On This Day 22nd October 1548
On 22nd October 1548, Jean Calvin, leader of the growing ‘Calvinist’ branch of the Protestant Reformation, based in Geneva, wrote to Edward Seymour, Duke of Somerset exhorting him to ‘steadfastly to prosecute the Reformation of Religion begun in England, and to promote the diffusion of the true doctrine of the Gospel’. Somerset was Lord Protector of England for his nephew, Edward VI. Although he had been a religious reformer for some years, Somerset either wasn’t convinced about Calvin’s theology himself, or thought it a step too far for England at that point. The first reform in the liturgy of the English Church, the Book of Common Prayer of 1549, was still essentially Catholic in tone. Somerset continued in his post of Lord Protector until he was removed in a coup orchestrated by John Dudley, Earl of Warwick (later Duke of Northumberland). Somerset tried to regain his position, but was executed on 22nd January 1552.
Picture of Jean Calvin
On This Day 21st October 1536
On 21st October 1536, Thomas, Lord Darcy of Templehurst, surrendered Pontefract Castle to Robert Aske, leader of the Pilgrimage of Grace. Darcy had written several times to the King to say that he had insufficient men or supplies to hold the castle against the rebels, but no help was forthcoming. Once the rebels had taken the castle, Darcy was persuaded to sign the rebel oath and throw in his lot with them. It seems likely that he sympathised with their aims, of removing Cromwell, whom he detested, from government, clarifying the succession and restoring the monasteries. Henry VIII had already observed that he did not trust Darcy. Lord Darcy was executed for complicity on 30th June 1540 on Tower Hill. His lands were confiscated and formed part of the marriage settlement of Lady Margaret Douglas and Matthew Stuart, Earl of Lennox.
On This Day 20th October 1496
On 20th October 1496, the second daughter of Ferdinand of Aragon and Isabella of Castile, Juana, married Philip, Duke of Burgundy. The marriage was part of a double treaty. The bride’s brother, Juan, Prince of the Asturias (Crown Prince) was married to the groom’s sister, Marguerite of Austria. At the time of the marriage, Juana, as well as a brother, had an older sister living, so it was not anticipated that she would bring anything to the marriage other than her dowry. Philip, Duke of Burgundy, since the death of his mother, Mary, when he was a small child, was the son of the Emperor Maximilian, and was likely to be Emperor himself in due course. The marriage, passionate at first, descended into utter misery, as Philip’s philandering enraged his wife, and her reaction, seen as hysterical and unseemly, become the talk of Europe. Both the siblings ahead of Juana in the succession died, leaving her as Queen of Castile in 1504. Philip tried to dominate the government of Castile, and came into conflict with Juana’s father, Ferdinand, who did not want to cede control. Philip died suddenly, and Juana spent most of the rest of her life held under restraint, first by her father, then her son, the Emperor Charles. There is an excellent book on Juana and her sister Katharine, by Julia Fox, read our review here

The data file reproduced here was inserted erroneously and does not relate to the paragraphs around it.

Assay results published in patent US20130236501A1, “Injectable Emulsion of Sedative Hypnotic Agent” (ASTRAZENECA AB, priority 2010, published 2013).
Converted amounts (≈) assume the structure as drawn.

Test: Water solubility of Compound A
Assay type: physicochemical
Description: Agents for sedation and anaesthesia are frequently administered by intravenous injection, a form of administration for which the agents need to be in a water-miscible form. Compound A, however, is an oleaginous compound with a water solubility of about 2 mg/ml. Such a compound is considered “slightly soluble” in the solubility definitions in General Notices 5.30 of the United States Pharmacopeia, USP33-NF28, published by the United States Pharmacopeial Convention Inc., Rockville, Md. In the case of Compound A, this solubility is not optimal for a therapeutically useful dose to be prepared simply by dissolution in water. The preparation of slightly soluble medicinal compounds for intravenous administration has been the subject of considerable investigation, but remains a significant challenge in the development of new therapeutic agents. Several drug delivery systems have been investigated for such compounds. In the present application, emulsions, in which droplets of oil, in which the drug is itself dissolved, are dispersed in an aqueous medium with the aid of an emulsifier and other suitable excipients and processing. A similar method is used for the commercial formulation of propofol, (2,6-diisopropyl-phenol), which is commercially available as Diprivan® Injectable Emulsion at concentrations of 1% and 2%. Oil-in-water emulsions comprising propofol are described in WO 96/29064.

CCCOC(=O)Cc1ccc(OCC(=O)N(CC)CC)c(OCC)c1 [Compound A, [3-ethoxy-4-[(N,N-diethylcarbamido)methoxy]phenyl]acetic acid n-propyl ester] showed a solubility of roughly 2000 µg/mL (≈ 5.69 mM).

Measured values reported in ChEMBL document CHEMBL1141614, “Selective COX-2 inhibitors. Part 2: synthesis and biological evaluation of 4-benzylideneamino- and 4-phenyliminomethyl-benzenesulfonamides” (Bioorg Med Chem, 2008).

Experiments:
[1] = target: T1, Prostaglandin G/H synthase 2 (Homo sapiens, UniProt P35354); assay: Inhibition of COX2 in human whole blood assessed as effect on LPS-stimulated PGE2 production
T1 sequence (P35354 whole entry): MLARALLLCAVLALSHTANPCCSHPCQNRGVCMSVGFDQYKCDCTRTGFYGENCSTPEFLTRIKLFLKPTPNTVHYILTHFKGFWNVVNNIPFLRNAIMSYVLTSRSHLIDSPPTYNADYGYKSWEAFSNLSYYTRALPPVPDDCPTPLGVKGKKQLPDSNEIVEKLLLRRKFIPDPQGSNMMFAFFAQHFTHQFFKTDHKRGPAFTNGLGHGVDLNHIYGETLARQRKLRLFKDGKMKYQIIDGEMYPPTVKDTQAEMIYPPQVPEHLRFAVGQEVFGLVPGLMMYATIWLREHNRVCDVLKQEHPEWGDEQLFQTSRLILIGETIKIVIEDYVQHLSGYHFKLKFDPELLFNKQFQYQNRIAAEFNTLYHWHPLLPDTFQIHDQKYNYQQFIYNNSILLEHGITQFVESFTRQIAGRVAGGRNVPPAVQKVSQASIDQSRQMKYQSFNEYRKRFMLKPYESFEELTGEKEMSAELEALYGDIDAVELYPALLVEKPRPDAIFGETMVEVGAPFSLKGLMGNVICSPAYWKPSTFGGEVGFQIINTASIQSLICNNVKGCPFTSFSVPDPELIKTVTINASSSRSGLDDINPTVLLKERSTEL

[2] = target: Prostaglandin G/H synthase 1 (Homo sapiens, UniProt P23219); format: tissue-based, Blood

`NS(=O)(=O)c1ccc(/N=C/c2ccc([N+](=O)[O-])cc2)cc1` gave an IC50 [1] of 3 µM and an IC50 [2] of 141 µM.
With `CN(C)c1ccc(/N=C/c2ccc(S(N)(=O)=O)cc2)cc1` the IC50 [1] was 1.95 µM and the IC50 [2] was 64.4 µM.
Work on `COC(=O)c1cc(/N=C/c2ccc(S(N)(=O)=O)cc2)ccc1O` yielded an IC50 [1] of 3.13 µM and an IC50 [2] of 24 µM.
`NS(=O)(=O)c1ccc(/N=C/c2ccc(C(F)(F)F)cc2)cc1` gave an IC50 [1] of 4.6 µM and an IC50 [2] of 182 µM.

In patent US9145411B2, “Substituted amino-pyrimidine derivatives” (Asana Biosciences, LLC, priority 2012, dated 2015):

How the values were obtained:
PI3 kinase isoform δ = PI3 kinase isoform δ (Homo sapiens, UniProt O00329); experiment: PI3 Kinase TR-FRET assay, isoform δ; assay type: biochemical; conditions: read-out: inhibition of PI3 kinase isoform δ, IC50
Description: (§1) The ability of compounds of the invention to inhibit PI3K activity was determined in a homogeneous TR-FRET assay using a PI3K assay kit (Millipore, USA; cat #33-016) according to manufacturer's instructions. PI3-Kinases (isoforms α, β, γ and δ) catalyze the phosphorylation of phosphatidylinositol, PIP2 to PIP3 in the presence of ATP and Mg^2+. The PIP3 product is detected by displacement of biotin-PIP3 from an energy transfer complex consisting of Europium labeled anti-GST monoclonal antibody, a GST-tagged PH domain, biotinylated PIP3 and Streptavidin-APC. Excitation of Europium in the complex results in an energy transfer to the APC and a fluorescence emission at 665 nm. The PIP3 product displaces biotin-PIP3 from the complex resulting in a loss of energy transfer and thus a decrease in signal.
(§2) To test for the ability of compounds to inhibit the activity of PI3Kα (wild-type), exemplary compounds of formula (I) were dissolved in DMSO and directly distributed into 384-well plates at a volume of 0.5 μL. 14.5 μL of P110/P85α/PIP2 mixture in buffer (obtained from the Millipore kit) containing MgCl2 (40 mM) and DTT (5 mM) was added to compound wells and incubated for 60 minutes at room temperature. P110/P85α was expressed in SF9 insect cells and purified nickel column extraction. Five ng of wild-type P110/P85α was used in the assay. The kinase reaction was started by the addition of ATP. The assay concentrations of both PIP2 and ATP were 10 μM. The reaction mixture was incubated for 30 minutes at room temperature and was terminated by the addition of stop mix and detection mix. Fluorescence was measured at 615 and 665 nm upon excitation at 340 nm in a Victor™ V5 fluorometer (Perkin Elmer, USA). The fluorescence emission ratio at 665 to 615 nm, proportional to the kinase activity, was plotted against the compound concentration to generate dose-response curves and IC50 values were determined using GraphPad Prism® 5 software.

For the final stop on 'The King’s Pearl' blog tour, the topic is Mary’s relationships with her three half-siblings, during the reign of their mutual father. Whilst the Tudors may seem like the archetypal dysfunctional family, that is not necessarily a fair representation of their day to day relations.Read article
- Elizabeth Tudor and Mary Stuart in Guest Articles
- The Price of Loyalty in Guest Articles
- Anne Boleyn in France in Guest Articles
- Isabella of Castile: A Role Model for Tudor Queens in Guest Articles